Guidance on NJ’s Equal Pay Act Clarifies Key Factors for Pay Discrimination Claims

March 12, 2020Alerts

The New Jersey Division on Civil Rights (DCR) has published guidance on the Diane B. Allen Equal Pay Act (Equal Pay Act), which expands protections against pay discrimination and retaliation under the New Jersey Law Against Discrimination (the NJLAD). The guidance provides employers with insight on the DCR’s determining factors for evaluating whether pay disparities can be considered discriminatory.

Notably, the federal Equal Pay Act applies only to gender-based pay disparities and mandates equal pay for equal work, whereas the New Jersey Equal Pay Act covers all characteristics protected under the NJLAD,[1] (such as race, age, sex, national origin, creed and disability, among others) and requires equal pay for substantially similar work.    

Employers should consider evaluating their compensation records and pay determination processes to identify potential exposure to pay disparity claims.

“Substantially Similar” Work

The DCR’s guidance attempts to provide insight on how the DCR and courts will determine whether work is “substantially similar.” The guidance explains that three factors—skill, effort and responsibility—must be examined together and considered on balance. There’s also added clarity on how the three factors should be analyzed.

Skill – In determining whether work requires substantially similar skill levels, employers should consider “the experience, ability, education, and training required to perform a set of job duties.”

Effort – Employers should look at the mental and physical exertion required to complete a job and the employees’ working conditions.

Responsibility – Evaluate the degree of discretion and accountability required to perform a job, which includes whether an employee supervises others, makes high-level decisions and enacts policies and procedures.

There is a caveat to this three-part evaluation, as analysis must focus on the level of skill, effort and responsibility necessary to perform the employee’s job. This has the potential to be the subject of litigation as evidenced by some of the examples in the frequently asked questions. For instance, the guidance provides the following examples, demonstrating that this will be a fact-sensitive analysis:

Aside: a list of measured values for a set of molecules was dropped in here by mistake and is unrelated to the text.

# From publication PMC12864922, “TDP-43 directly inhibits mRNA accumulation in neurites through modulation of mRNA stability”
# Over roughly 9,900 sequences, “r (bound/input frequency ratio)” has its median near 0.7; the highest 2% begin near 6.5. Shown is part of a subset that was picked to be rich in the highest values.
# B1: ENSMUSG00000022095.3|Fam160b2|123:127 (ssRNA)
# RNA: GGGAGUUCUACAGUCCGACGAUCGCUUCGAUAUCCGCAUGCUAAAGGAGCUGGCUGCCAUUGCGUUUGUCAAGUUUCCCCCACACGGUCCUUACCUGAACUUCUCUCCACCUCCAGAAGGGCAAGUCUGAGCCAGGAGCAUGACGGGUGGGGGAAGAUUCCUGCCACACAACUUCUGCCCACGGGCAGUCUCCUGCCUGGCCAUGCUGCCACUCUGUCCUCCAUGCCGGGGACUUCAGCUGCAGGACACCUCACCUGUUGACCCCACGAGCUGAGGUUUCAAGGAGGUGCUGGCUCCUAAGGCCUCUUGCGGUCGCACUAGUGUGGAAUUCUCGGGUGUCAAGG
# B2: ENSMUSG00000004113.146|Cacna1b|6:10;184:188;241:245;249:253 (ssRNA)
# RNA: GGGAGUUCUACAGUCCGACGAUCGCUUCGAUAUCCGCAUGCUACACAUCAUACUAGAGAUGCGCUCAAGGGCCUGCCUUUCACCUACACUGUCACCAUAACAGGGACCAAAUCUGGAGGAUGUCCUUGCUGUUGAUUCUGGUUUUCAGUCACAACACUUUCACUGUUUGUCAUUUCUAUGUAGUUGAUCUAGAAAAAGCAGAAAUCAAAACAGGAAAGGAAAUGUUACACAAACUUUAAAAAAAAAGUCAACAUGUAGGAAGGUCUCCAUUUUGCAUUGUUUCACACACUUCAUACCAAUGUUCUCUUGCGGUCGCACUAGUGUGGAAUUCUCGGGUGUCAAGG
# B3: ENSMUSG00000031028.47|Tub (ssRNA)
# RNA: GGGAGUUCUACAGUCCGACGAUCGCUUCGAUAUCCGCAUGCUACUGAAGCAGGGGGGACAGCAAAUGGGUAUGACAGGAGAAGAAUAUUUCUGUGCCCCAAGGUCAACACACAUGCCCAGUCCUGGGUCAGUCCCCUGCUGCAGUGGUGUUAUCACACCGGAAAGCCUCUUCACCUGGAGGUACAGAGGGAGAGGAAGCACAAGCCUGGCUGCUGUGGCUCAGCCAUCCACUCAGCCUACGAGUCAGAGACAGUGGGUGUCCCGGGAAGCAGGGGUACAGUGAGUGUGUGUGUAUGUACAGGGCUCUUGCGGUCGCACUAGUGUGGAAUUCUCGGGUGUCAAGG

In a school setting, janitorial and food service jobs may be substantially similar in terms of skill, effort and responsibility because both may involve substantial amounts of lifting and cleaning, even though the job duties are not exactly the same.

Attorneys reviewing contracts versus attorneys litigating cases may be performing substantially similar work in terms of skill, effort and responsibility even though the job duties are not exactly the same.

Permissible Pay Disparities

Not all pay disparities for substantially similar work are unlawful. Employers can defend against a pay discrimination claim either (1) by demonstrating that the pay disparity is the result of a seniority or merit system; or (2) by satisfying a five-part test demonstrating that the pay disparity is the result of one or more legitimate, bona fide factors other than an individual’s protected characteristic. 

In its answers to frequently asked questions, the DCR clarified that a seniority or merit system must be a “plan, policy, or practice that is predetermined or predefined by the employer.”  This means that any individualized compensation decisions will not be recognized as a seniority or merit system. The FAQs specifically state, “[a]d hoc determinations by an employer regarding what each individual employee is ‘worth’ to the company do not constitute a ‘system.’”

Compensation decisions resulting in pay disparities made outside of a merit or seniority system must satisfy the following five-part test:

  1. The pay disparity is based on one or more legitimate, bona fide factors other than the characteristics of the protected class;
  2. The factor or factors are not based on and do not perpetuate a differential in compensation based on a protected characteristic;
  3. Each of the factors is applied reasonably;